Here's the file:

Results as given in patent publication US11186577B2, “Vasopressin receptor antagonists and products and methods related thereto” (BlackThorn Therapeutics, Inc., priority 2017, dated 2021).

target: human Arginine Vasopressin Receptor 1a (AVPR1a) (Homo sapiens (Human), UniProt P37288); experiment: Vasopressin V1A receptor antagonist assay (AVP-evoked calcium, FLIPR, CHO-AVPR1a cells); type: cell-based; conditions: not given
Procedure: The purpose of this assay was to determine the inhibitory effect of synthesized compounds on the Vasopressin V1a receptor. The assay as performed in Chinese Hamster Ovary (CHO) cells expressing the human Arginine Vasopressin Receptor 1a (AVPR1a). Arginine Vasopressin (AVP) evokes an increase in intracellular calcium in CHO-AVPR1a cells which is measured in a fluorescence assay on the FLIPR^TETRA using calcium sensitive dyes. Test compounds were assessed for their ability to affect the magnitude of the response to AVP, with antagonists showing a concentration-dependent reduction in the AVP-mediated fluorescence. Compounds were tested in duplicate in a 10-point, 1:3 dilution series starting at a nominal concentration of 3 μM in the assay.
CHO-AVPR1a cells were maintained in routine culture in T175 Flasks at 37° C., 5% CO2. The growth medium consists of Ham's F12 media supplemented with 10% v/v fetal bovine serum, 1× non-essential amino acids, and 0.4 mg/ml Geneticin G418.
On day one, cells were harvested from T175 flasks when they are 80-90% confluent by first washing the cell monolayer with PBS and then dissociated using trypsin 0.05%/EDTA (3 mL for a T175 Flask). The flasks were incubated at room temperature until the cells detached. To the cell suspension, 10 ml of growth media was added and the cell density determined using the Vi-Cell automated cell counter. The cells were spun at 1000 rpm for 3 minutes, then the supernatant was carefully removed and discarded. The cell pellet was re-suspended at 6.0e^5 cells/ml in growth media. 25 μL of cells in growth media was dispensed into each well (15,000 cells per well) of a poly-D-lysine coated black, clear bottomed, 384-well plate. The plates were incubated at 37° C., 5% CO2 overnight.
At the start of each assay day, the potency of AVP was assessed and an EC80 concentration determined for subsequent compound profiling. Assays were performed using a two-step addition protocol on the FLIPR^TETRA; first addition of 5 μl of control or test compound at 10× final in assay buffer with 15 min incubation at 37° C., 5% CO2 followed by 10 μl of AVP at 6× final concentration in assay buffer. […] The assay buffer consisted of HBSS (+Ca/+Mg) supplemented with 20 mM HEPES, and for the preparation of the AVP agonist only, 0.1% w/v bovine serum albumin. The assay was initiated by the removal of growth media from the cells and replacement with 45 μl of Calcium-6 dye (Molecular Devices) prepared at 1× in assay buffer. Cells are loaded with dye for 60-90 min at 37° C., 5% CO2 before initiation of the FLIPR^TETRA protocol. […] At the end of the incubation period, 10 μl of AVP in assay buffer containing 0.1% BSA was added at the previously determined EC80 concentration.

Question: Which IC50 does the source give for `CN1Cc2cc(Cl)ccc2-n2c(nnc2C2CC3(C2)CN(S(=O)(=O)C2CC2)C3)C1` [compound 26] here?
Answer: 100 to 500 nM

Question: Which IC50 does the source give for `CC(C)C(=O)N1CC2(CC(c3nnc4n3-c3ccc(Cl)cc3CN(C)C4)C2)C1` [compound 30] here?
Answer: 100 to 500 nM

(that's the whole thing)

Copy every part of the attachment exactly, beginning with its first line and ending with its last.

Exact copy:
Results as given in patent publication US11186577B2, “Vasopressin receptor antagonists and products and methods related thereto” (BlackThorn Therapeutics, Inc., priority 2017, dated 2021).

target: human Arginine Vasopressin Receptor 1a (AVPR1a) (Homo sapiens (Human), UniProt P37288); experiment: Vasopressin V1A receptor antagonist assay (AVP-evoked calcium, FLIPR, CHO-AVPR1a cells); type: cell-based; conditions: not given
Procedure: The purpose of this assay was to determine the inhibitory effect of synthesized compounds on the Vasopressin V1a receptor. The assay as performed in Chinese Hamster Ovary (CHO) cells expressing the human Arginine Vasopressin Receptor 1a (AVPR1a). Arginine Vasopressin (AVP) evokes an increase in intracellular calcium in CHO-AVPR1a cells which is measured in a fluorescence assay on the FLIPR^TETRA using calcium sensitive dyes. Test compounds were assessed for their ability to affect the magnitude of the response to AVP, with antagonists showing a concentration-dependent reduction in the AVP-mediated fluorescence. Compounds were tested in duplicate in a 10-point, 1:3 dilution series starting at a nominal concentration of 3 μM in the assay.
CHO-AVPR1a cells were maintained in routine culture in T175 Flasks at 37° C., 5% CO2. The growth medium consists of Ham's F12 media supplemented with 10% v/v fetal bovine serum, 1× non-essential amino acids, and 0.4 mg/ml Geneticin G418.
On day one, cells were harvested from T175 flasks when they are 80-90% confluent by first washing the cell monolayer with PBS and then dissociated using trypsin 0.05%/EDTA (3 mL for a T175 Flask). The flasks were incubated at room temperature until the cells detached. To the cell suspension, 10 ml of growth media was added and the cell density determined using the Vi-Cell automated cell counter. The cells were spun at 1000 rpm for 3 minutes, then the supernatant was carefully removed and discarded. The cell pellet was re-suspended at 6.0e^5 cells/ml in growth media. 25 μL of cells in growth media was dispensed into each well (15,000 cells per well) of a poly-D-lysine coated black, clear bottomed, 384-well plate. The plates were incubated at 37° C., 5% CO2 overnight.
At the start of each assay day, the potency of AVP was assessed and an EC80 concentration determined for subsequent compound profiling. Assays were performed using a two-step addition protocol on the FLIPR^TETRA; first addition of 5 μl of control or test compound at 10× final in assay buffer with 15 min incubation at 37° C., 5% CO2 followed by 10 μl of AVP at 6× final concentration in assay buffer. […] The assay buffer consisted of HBSS (+Ca/+Mg) supplemented with 20 mM HEPES, and for the preparation of the AVP agonist only, 0.1% w/v bovine serum albumin. The assay was initiated by the removal of growth media from the cells and replacement with 45 μl of Calcium-6 dye (Molecular Devices) prepared at 1× in assay buffer. Cells are loaded with dye for 60-90 min at 37° C., 5% CO2 before initiation of the FLIPR^TETRA protocol. […] At the end of the incubation period, 10 μl of AVP in assay buffer containing 0.1% BSA was added at the previously determined EC80 concentration.

Question: Which IC50 does the source give for `CN1Cc2cc(Cl)ccc2-n2c(nnc2C2CC3(C2)CN(S(=O)(=O)C2CC2)C3)C1` [compound 26] here?
Answer: 100 to 500 nM

Question: Which IC50 does the source give for `CC(C)C(=O)N1CC2(CC(c3nnc4n3-c3ccc(Cl)cc3CN(C)C4)C2)C1` [compound 30] here?
Answer: 100 to 500 nM